I think it’ll it had been just fifteen degrees cooler when we hiked it I would have loved it! But instead it was in the nineties and humid and I was very grumpy at the end, which is where Councilor and I got caught out in another thunderstorm. At this point, after several road tests (trail tests?) I think I can say with some confidence that thunderstorms really scare me now. I came pretty close to running over the last two hills, and then I sat down and drank the root beer Councilor conjured up for me earlier that day like a damn magician. I had been talking to two women who were out for the day, answering questions about thru-hiking, and had mentioned how much I craved root beer, when Councilor came up the trail behind me and, without hearing the conversation at all, pulled a can of root beer out of his pack for me. Trail. Magic. That man is amazing. Anyway, we had planned to go a bit further but we reached the Blackburn AT Center and I realized I was done. We put up tents there, and stayed the night. It’s a beautiful spot, and the caretaker gave us iced tea and coffee cake. Good end to the day. Also, for as bad as The Rollercoaster felt, the section immediately north is gorgeous. Well worth it, in my opinion.

I think this part is called the Devil's Racecourse. Way prettier than the name would lead me to believe.

I think this part is called the Devil’s Racecourse. Way prettier than the name would lead me to believe.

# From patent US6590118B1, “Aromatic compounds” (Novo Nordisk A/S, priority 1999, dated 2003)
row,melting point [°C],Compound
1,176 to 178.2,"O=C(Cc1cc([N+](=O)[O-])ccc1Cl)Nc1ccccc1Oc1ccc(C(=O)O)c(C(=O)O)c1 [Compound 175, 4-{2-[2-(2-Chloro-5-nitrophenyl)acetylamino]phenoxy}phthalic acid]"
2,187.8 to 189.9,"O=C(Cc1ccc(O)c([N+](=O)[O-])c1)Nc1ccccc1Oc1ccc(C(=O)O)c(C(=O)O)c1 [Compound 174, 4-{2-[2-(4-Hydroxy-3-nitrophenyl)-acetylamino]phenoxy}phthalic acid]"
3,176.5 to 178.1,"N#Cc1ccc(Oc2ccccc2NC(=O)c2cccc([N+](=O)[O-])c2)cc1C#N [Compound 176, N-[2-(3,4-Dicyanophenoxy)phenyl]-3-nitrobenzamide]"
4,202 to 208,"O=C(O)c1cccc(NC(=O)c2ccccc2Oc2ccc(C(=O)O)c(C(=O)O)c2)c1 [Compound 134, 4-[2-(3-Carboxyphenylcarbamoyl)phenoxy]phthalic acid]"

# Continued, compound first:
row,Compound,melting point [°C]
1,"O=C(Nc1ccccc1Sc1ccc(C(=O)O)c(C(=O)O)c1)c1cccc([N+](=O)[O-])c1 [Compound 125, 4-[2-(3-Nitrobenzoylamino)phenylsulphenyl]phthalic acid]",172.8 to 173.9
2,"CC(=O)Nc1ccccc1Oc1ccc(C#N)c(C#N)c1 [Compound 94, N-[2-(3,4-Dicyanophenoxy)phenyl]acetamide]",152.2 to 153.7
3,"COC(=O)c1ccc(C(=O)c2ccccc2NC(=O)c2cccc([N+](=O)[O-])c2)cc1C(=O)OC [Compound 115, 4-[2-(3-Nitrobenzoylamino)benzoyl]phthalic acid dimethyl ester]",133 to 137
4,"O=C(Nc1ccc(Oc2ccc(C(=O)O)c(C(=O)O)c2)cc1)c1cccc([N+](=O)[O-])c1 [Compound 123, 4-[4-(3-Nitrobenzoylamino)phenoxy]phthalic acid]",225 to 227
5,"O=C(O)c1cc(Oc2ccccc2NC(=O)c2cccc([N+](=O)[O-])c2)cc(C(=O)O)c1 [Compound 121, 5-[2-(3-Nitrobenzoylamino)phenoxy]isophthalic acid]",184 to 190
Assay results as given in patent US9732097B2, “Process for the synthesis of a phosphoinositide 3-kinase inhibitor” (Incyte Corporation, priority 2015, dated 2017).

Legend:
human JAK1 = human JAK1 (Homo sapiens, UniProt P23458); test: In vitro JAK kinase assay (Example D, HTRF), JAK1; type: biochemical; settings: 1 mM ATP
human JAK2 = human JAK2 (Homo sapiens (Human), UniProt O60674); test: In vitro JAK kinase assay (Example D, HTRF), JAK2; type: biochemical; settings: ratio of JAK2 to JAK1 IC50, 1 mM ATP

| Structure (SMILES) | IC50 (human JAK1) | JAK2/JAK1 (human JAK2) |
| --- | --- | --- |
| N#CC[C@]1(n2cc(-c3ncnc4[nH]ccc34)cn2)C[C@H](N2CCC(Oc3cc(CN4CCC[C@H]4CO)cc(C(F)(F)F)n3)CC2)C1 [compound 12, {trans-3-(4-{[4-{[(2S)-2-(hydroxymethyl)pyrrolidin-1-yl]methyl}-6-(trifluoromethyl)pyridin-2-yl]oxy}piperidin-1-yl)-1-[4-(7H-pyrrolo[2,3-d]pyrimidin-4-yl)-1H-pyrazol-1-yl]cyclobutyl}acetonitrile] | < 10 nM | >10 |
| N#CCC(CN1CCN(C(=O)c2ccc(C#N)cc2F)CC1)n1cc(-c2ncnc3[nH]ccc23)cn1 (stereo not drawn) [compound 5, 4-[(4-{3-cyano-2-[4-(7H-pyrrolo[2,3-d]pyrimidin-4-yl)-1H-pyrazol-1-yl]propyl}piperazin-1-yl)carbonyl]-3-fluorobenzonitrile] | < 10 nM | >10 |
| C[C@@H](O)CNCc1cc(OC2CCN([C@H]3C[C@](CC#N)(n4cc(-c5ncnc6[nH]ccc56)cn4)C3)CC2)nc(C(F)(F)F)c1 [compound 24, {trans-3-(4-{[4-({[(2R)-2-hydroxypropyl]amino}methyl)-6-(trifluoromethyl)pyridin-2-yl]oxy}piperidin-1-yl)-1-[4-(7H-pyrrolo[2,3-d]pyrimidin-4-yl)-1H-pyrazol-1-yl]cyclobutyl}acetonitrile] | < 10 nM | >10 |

Days 74-75: West Virginia and Maryland, oh and by the way Harpers Ferry

Harpers Ferry at last!

Harpers Ferry at last!

Yup. Mental halfway point reached! Feels good. I took a really terrible photo at the ATC there. Very sweaty looking, so, pro-tip, take some time to cool off before your photo shoot. It’s still hot and awful out. I guess there’s a heat wave or something, although I really didn’t need the news to tell you that. I’ve been living it. Anyway, Councilor and I met up in Harpers Ferry with two of the friends he was hiking with before, Sticks and The Girl. They aqua-blazed the Shenandoahs, which means they rented a canoe and went up the river rather than hiking on the trail, and were back on trail now at the midway point. I like them both, very laid back and funny people. After spending the night at a campground in Harpers Ferry we crossed the Potomac River and headed north again, into Maryland.

This section of the trail felt really different because the trail kept running into parks and memorials, which was pretty interesting and really helped to give a sense of the history which surrounds the trail, but which we sometimes forget to stop to think about. In a way it felt a bit like a school trip, because oh hey, here’s Gath’s empty tomb or there’s the War Correspondents Monument. But on the other hand it also felt a bit skewed, because sometimes when I was hiking through the woods I would notice that most of the trees were pretty young and there were ruined stone walls here and there, and I would realize that maybe a hundred years ago this was all farmland and it all looks so different now. Time changes everything, right? Who knows what the trail, or the land around it, will look like a hundred years from now?

Okay. That’s it for now. Sorry for the long delay in updating! For a consolation prize, here is a video of me chasing away a (very small) bear in the Shenandoahs.

Oh wait, never mind. ¬†The file is too big, ho hum. ¬†Anyway, I chase away bears and climb mountains and cook on a fire and sleep in the woods, I’m ready for my leading role in a Laura Ingalls Wilder book.

Glad to be back on the trail. Glad to be writing again. Talk to you all soon.

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Comments 1

  • Therese : Jul 28th

    Glad to have you back!!!

    Reply